Still focusing on the composite class articulation of demonstrators and the redefinition of class boundaries, a second set of contributions offers an insightful analysis of the different articulations of what Chantal Mouffe (2015) has termed the ‘moralisation of politics’. This set of contributions draws on a strand of thought that argues for the disappearance of left/right polarisation in favour of a moral one, claiming that the moral struggle between right and wrong has substituted the ideological struggle between right and left. For instance, Stef Jansen’s account of the 2014 social uprising in Bosnia and Herzegovina shows how the revolt forged a new political subject, ‘the people’—framed and identified in moral (‘the virtuous’) and positional (‘the dispossessed’) terms—as opposed to the group of političari (the politicians).
Along similar lines, Sian Lazar’s chapter investigates the moral politics of outrage directed at the established political class that characterises contemporary middle-class politics in Argentina. As in other parts of Latin America, Lazar maintains, ‘the left-right polarization appears inadequate to describe the contemporary situation’ (112), since class-based distinctions have disappeared as the basis for political action—as already theorised by Mouffe (2005). Consequently, protestors converge in a common ‘moral classification of the adversary’, regardless of their class position. Similarly, Luisa Steur’s chapter on the anti-corruption demonstrations organised by the Common Man Party (Aam Adami Party, AAP) in Delhi over the summer of 2012 traces how the moral struggle between right and wrong substituted the ideological one between right and left. The author investigates the contradictions within the AAP, in particular the class background of its volunteers and the convergence between the left-leaning and right-leaning people’s movements, united in their struggle for moral integrity.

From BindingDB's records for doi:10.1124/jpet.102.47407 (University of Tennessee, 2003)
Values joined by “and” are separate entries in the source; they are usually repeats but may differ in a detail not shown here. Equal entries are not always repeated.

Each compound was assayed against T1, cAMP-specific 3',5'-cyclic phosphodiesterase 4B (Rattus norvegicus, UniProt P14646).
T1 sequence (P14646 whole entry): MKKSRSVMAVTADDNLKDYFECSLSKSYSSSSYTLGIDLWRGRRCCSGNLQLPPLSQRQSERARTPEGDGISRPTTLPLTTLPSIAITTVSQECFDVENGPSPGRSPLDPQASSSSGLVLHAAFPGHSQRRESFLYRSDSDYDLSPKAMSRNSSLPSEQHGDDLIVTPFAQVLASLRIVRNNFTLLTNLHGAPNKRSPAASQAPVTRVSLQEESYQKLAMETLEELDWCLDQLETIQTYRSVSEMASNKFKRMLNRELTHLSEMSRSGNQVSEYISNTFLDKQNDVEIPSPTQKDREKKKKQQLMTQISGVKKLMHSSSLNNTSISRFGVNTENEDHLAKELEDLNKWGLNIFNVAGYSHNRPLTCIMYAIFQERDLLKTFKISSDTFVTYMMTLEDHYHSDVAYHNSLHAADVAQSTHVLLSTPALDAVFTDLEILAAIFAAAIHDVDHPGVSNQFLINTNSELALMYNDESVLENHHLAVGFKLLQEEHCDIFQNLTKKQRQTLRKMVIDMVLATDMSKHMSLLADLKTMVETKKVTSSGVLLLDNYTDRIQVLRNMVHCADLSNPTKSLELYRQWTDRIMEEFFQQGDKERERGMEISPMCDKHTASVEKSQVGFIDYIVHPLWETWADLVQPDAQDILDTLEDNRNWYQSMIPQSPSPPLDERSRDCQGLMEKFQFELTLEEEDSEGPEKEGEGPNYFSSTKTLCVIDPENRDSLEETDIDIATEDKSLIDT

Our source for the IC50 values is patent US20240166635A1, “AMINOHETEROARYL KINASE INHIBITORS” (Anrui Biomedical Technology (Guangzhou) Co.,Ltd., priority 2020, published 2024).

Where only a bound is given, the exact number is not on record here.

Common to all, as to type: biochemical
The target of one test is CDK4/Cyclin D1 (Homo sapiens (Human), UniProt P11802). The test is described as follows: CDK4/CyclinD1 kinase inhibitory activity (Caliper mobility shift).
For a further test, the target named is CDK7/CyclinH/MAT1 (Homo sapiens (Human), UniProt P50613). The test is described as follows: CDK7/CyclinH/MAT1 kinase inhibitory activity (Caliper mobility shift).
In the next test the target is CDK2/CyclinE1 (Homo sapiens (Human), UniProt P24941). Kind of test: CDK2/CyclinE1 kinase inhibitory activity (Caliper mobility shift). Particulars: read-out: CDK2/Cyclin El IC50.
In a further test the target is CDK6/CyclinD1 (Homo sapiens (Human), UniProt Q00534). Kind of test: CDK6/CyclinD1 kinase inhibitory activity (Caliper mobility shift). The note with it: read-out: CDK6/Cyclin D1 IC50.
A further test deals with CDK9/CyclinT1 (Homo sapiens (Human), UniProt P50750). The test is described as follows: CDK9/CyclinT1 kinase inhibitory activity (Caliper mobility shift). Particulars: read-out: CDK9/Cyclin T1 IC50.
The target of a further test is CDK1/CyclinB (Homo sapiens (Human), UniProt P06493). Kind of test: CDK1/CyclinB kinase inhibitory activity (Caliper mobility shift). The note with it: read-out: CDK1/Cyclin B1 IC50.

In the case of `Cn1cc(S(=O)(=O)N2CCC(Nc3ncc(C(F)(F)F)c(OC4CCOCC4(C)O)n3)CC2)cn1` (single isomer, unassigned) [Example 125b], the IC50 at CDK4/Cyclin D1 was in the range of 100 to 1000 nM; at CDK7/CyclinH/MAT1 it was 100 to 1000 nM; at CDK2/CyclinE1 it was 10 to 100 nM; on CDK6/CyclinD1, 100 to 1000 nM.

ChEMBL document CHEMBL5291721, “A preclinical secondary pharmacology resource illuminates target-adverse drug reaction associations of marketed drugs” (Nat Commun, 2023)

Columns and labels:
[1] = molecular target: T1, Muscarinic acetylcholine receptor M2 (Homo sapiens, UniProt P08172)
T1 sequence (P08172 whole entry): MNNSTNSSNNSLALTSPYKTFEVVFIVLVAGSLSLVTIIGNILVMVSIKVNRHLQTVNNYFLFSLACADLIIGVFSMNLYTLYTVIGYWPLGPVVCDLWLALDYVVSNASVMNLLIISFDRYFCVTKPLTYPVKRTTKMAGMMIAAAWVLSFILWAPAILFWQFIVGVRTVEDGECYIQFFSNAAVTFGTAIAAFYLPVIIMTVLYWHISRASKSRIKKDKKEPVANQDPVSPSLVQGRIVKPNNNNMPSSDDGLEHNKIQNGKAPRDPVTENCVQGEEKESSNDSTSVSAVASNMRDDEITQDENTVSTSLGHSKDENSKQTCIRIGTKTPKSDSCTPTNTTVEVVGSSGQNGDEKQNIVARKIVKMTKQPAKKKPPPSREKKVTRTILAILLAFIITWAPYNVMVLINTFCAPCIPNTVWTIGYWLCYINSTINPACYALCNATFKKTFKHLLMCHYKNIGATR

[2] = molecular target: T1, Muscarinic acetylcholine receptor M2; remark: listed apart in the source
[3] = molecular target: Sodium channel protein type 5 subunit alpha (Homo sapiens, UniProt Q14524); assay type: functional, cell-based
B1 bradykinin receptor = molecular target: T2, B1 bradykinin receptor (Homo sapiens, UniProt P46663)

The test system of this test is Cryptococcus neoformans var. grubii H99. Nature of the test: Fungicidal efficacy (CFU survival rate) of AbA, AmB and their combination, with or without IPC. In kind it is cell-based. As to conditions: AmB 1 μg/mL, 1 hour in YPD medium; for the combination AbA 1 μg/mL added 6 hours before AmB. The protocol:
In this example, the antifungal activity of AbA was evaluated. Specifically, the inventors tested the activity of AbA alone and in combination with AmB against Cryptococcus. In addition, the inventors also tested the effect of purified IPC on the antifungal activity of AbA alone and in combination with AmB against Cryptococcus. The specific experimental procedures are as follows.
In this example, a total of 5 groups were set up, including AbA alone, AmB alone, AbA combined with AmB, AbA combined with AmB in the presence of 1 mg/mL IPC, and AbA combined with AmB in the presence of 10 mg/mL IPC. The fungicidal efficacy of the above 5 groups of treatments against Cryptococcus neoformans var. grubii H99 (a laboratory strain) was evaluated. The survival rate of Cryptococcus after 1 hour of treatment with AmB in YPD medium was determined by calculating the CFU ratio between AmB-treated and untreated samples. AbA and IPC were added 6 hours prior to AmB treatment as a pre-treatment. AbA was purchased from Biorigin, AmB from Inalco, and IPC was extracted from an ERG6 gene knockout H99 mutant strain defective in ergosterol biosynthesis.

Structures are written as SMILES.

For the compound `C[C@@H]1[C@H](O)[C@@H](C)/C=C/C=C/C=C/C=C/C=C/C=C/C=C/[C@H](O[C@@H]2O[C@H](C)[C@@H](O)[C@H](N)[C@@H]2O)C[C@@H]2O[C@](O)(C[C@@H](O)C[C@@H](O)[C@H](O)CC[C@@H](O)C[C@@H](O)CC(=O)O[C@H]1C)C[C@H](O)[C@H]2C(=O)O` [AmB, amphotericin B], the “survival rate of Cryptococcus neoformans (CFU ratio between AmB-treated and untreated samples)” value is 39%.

This ‘post-ideological turn’ that pits the political establishment against ‘the people’ emerges also in Giacomo Loperfido’s contribution, which focuses on the fascist-inspired ‘Spontaneista groups’ active in Italy in the late 1970s. In Loperfido’s view, the emergence of these groups, which maintained a ‘neither left nor right’ attitude, marked a ‘post-ideological turn’ that reflected transformations in the labour force and class structure in Italy. This, in turn, changed the reproduction of ideologies within the social space. In place of left versus right, a conflict started to grow between the supporters of social reform as opposed to those more in favour of a radical rupture. The political struggle thus shifted to fighting the institutional order rather than enacting an ideological project.